Re: [PHP-DEV] [RFC] Object Initializer

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  107068
September 13, 2019 09:29 mike@newclarity.net (Mike Schinkel)
> IMO should stay specific for arrays only.
Why? Is there an objective reason? Is there some aspect of the syntax that makes it appropriate for arrays but inappropriate for object initialization? These are honest question. My two cents: I would like to type less too, but I have always assumed that "=>" was the PHP-ish syntax for initialization of a structure so it seems very appropriate to use for object initialization too. That said, 1. I don't feel strongly about iti either way, 2. Unless using "=>" would make naked object initialization possible — i.e. { foo => 10 } — given that it seems, as Arnold said, this would conflict with other meanings: { foo = 10 } #fwiw -Mike
  107070
September 13, 2019 09:39 michal.brzuchalski@gmail.com (=?UTF-8?Q?Micha=C5=82_Brzuchalski?=)
pt., 13 wrz 2019 o 11:29 Mike Schinkel <mike@newclarity.net> napisał(a):

> IMO should stay specific for arrays only. > > > Why? Is there an objective reason? > > $obj->foo => 123;
Simply, that's not the way you initialize object property values. When you use "=>" in array context you're pushing a new value to array and it'll work without labelling it with key where the key could be number index or string index in what shape you want (whitespaces etc.).
> Is there some aspect of the syntax that makes it appropriate for arrays > but inappropriate for object initialization? > > > These are honest question. > > > My two cents: I would like to type less too, but I have always assumed > that "=>" was the PHP-ish syntax for initialization of a structure so it > seems very appropriate to use for object initialization too. > > > That said, > > > 1. I don't feel strongly about iti either way, > > 2. Unless using "=>" would make naked object initialization possible — > i.e. { foo => 10 } — given that it seems, as Arnold said, this would > conflict with other meanings: { foo = 10 } > > > { $foo = 123 }; // unexpected "}" cause of missing ";"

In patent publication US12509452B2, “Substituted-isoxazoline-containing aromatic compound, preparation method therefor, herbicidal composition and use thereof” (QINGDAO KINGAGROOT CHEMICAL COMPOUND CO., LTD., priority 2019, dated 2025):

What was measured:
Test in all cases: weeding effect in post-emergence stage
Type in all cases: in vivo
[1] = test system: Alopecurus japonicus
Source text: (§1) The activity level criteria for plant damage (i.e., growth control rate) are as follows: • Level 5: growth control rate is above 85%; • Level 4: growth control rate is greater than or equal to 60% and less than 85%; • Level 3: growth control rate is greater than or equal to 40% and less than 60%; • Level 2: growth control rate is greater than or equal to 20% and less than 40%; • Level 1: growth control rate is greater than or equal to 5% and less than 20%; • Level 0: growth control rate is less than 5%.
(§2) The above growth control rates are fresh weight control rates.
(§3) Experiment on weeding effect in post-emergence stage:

$bar = { $foo = 123 }; // unexpected "{" cause it's not allowed in this context Both examples are syntax error. You can use {} for separating blocks of code, but now if you wanna assign value. Everything considered syntax error can be used for feature shaping. Regards, Michał Brzuchalski
  107072
September 13, 2019 09:47 mike@newclarity.net (Mike Schinkel)
> On Sep 13, 2019, at 2:39 AM, Michał Brzuchalski brzuchalski@gmail.com> wrote: > $obj->foo => 123; > Simply, that's not the way you initialize object property values.
So by the same logic this should be PHP's way to initialize array elements, right? $arr['foo'] => 123; But it is not. Obviously we both know that this is the correct syntax: $arr['foo'] = 123; So that is why I think it would be more consistent in PHP for object initializers to use "=>" instead of "=." But, I myself will not belabor the point beyond this message. Either others will agree with you or they will suggest to change to "=>" too.
> { $foo = 123 }; // unexpected "}" cause of missing ";" > $bar = { $foo = 123 }; // unexpected "{" cause it's not allowed in this context > Both examples are syntax error. > You can use {} for separating blocks of code, but now if you wanna assign value. > Everything considered syntax error can be used for feature shaping.
Hmm. Ok, I will let Arnold reply to you on this if he feels that your reply did not address his concerns. -Mike